Arizona Coyotes Management Can’t Admit They’re Tanking

Arizona Coyotes management
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While it seems really evident by most, Arizona Coyotes management just seems to avoid the word ‘tanking.’ Well, actions always speak louder than words, so let’s take a look at the evidence that the Coyotes are definitely tanking.

Arizona Coyotes Management May Not Call it Tanking, But it is

When one examines what general manager Bill Armstrong has done over the first year of his tenure, it becomes clear he is looking towards the future. The team has unloaded a bevy of players. That includes big names like Oliver Ekman-Larsson, starting goaltender Darcy Kuemper, backup goalie Antti Raanta, leading assist man Conor Garland, two-way center Christian Dvorak, veteran defencemen Alex Goligoski, Jason Demers, Niklas Hjalmarsson and Jordan Oesterle. Depth players such as Michael Bunting, Adin Hill, Tyler Pitlick, Derick Brassard, Lane Pederson, Dryden Hunt, John Hayden, Michael Chaput and have also been shown the door. But, when you consider that the prize player Shane Wright will be out there for whoever gets the first draft pick, it becomes clear that motivation to lose games could be the goal.

Just looking at positional play exhibits that direction. Goaltending was downright picked clean to the bone. Giving up Kuemper, Raanta, AND Hill pretty much decided that defending the net this upcoming season was not a priority. Now when presented with the question of goaltending, and referring to new starter Carter Hutton, Armstrong told Coyotes insider, Craig Morgan: “Carter obviously got hampered a little bit by injuries lately, but I have a huge familiarity with him from my St. Louis days,” Armstrong said. “He’s just a great human being that comes to the rink every day that just wants to compete. He’s someone for us that can steal games with his energy and just the way he plays.”  It seems Armstrong likes to reminisce about what players he has known in the past without even thinking how irrelevant they may be currently.

Armstrong Sounds Optimistic

Hutton’s statistics don’t seem to sway Armstrong’s bias. Hutton over the last three seasons with the Buffalo Sabres posted a miserable 31-49-10 record. His .902 save percentage and 3.12 goals-against-average are not impressive. Sure, he’s had injuries, most NHL players do. If the Coyotes management feels confident in a guy like Hutton, there is definite proof they are tanking. Then, the pure strength of any NHL team is down the middle. With the departure of a good two-way, faceoff winning centre like Dvorak, what’s left? Nick Schmaltz and Johan Larsson will be in the top-six. Ok, after that you have Jay Beagle, Ryan Dzingel, Barrett Hayton, PTO Alex Galchenyuk, or Travis Boyd. Not exactly an overwhelming offence, to say the least. Perhaps they will move Clayton Keller back to the centre position since he has not been earning his team-leading $7.15 million contract. It’s worth a shot.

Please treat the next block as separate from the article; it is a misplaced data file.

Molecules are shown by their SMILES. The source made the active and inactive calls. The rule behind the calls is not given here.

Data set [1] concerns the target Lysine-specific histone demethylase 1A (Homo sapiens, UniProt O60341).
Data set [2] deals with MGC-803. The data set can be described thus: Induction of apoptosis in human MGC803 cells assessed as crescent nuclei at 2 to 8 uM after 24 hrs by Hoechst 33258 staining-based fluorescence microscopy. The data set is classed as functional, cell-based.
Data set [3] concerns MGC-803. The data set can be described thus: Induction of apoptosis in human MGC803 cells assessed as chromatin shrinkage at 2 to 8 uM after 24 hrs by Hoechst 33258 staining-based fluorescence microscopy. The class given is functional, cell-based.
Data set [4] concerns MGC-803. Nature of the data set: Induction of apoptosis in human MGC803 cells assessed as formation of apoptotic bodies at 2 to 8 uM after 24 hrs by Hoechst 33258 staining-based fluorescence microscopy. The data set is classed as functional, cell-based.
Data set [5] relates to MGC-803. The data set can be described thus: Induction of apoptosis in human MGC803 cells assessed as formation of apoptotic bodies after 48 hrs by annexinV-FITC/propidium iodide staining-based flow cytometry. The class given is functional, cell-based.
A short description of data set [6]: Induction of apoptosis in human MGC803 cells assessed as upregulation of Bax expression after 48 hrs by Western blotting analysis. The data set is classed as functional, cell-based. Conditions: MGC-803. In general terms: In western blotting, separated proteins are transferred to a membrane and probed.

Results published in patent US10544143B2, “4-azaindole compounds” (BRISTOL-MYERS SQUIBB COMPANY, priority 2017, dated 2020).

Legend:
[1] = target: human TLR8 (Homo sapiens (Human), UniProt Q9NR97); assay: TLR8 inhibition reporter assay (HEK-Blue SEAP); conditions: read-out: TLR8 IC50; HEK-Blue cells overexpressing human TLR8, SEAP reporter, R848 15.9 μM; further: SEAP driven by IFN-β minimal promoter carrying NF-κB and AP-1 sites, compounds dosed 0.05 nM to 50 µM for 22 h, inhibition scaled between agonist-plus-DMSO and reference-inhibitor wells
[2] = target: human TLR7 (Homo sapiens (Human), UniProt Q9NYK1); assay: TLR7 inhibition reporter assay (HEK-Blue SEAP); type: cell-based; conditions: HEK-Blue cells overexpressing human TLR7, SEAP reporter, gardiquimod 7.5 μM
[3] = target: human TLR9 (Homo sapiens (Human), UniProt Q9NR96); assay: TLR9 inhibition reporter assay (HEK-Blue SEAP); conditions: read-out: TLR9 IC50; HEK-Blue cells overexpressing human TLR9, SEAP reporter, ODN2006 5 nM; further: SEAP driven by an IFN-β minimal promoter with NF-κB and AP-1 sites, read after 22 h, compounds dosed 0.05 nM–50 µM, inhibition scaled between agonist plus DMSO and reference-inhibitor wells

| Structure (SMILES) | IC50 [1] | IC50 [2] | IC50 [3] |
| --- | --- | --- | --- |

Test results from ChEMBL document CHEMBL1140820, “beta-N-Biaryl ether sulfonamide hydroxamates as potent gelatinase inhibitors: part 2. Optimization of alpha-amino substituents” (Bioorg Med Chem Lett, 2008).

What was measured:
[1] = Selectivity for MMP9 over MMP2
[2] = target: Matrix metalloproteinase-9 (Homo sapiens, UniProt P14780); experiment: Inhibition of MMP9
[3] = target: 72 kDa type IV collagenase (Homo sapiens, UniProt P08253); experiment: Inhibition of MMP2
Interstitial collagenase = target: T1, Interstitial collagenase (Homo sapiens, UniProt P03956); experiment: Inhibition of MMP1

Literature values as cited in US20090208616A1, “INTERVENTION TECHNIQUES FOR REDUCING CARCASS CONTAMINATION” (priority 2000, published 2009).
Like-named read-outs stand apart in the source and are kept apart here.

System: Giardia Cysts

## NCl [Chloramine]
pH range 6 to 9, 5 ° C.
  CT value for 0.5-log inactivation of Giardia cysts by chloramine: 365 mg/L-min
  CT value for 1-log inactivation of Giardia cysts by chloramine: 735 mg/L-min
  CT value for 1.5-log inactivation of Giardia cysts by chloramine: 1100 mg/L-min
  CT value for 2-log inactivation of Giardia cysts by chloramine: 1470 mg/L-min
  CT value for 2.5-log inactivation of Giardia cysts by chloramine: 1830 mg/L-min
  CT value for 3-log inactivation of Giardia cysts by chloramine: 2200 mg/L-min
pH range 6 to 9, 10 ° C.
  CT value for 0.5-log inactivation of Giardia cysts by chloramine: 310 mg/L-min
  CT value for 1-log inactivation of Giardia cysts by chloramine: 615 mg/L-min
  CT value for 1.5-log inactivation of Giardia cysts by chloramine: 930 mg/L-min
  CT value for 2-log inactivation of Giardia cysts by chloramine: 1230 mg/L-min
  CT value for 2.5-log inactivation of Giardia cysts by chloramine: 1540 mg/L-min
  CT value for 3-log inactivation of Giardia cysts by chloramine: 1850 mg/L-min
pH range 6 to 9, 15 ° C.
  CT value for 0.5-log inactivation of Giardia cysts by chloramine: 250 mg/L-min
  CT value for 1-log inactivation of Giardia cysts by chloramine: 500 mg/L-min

Armstrong believes that he has added plenty of leadership quality players, but in reality, he is just filling rosters spots and relieving other teams of their salary cap nightmares.

Tanking Isn’t Always a Guarantee to Get the First Draft Pick

In the 25 years that the Coyotes have been in existence, the highest they have ever drafted is third in 2015. They selected centre Dylan Strome. While not getting the first pick, selecting Strome wound up to be a huge blunder. Why? Because such players as Mitch Marner (#4), Mikko Rantanen (#10), Mathew Barzal (#16), and Kyle Connor (#17) were available to then-general manager Don Maloney, and he passed on them. We have yet to see how well Armstrong can draft, but he had a good record while with the St. Louis Blues. He drafted David Perron and Jake Allen, to name a couple.

A New Head Coach Behind the Bench

Armstrong wanted an up-and-coming new head coach. He selected André Tourigny. One must feel sorry for the guy seeing that the roster he inherited is not exactly ideal. It may be ideal for a rebuild or to tank, but he feels differently about his team’s chances.

In the End, It’s About Selling Tickets

No member of any NHL team will come out and say, “yes, we’re tanking so we can get a good shot at the first draft pick.” They need to be optimistic about their team and that is understandable. They need to get fans in the arena to make the team money. They aren’t going to short sell their team. It’s about loyalty and like Tourigny said, ” we’re professionals, we want to do good for ourselves.” While that is a noble statement, when facts are applied, it becomes very partisan. To win in the NHL you need talent, drive, fortitude, and some luck. This team, as constructed, is not going to exceed their most recent terrible record of 24-50-8 for 56 points in 2014-15. In fact, it must be duly noted that 56 points are their lowest point production in a full season since they relocated to Arizona in 1996.

Call it what you like, ‘rebuild’ or ‘tank’ are now words in the Coyotes vocabulary this season.

Prediction: 52 points.

Enough to draft Wright? We’ll see.

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